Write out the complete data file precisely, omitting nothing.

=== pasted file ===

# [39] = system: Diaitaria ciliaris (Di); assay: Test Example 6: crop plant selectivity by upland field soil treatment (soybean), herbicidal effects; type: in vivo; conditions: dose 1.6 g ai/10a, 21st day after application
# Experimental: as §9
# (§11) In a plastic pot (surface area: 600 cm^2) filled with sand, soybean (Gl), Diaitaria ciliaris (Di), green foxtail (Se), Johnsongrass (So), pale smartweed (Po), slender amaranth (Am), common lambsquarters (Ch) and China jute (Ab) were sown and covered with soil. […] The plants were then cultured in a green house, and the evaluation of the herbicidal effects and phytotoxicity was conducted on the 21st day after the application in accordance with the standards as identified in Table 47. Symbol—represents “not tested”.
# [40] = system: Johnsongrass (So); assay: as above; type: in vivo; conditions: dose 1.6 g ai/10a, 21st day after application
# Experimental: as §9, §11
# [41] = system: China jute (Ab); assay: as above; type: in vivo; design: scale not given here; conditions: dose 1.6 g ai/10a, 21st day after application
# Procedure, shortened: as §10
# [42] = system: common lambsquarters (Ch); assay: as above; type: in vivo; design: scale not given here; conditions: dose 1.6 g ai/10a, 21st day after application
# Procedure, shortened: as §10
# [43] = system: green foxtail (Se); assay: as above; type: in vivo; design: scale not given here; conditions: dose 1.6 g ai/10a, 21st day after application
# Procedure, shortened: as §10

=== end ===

# [39] = system: Diaitaria ciliaris (Di); assay: Test Example 6: crop plant selectivity by upland field soil treatment (soybean), herbicidal effects; type: in vivo; conditions: dose 1.6 g ai/10a, 21st day after application
# Experimental: as §9
# (§11) In a plastic pot (surface area: 600 cm^2) filled with sand, soybean (Gl), Diaitaria ciliaris (Di), green foxtail (Se), Johnsongrass (So), pale smartweed (Po), slender amaranth (Am), common lambsquarters (Ch) and China jute (Ab) were sown and covered with soil. […] The plants were then cultured in a green house, and the evaluation of the herbicidal effects and phytotoxicity was conducted on the 21st day after the application in accordance with the standards as identified in Table 47. Symbol—represents “not tested”.
# [40] = system: Johnsongrass (So); assay: as above; type: in vivo; conditions: dose 1.6 g ai/10a, 21st day after application
# Experimental: as §9, §11
# [41] = system: China jute (Ab); assay: as above; type: in vivo; design: scale not given here; conditions: dose 1.6 g ai/10a, 21st day after application
# Procedure, shortened: as §10
# [42] = system: common lambsquarters (Ch); assay: as above; type: in vivo; design: scale not given here; conditions: dose 1.6 g ai/10a, 21st day after application
# Procedure, shortened: as §10
# [43] = system: green foxtail (Se); assay: as above; type: in vivo; design: scale not given here; conditions: dose 1.6 g ai/10a, 21st day after application
# Procedure, shortened: as §10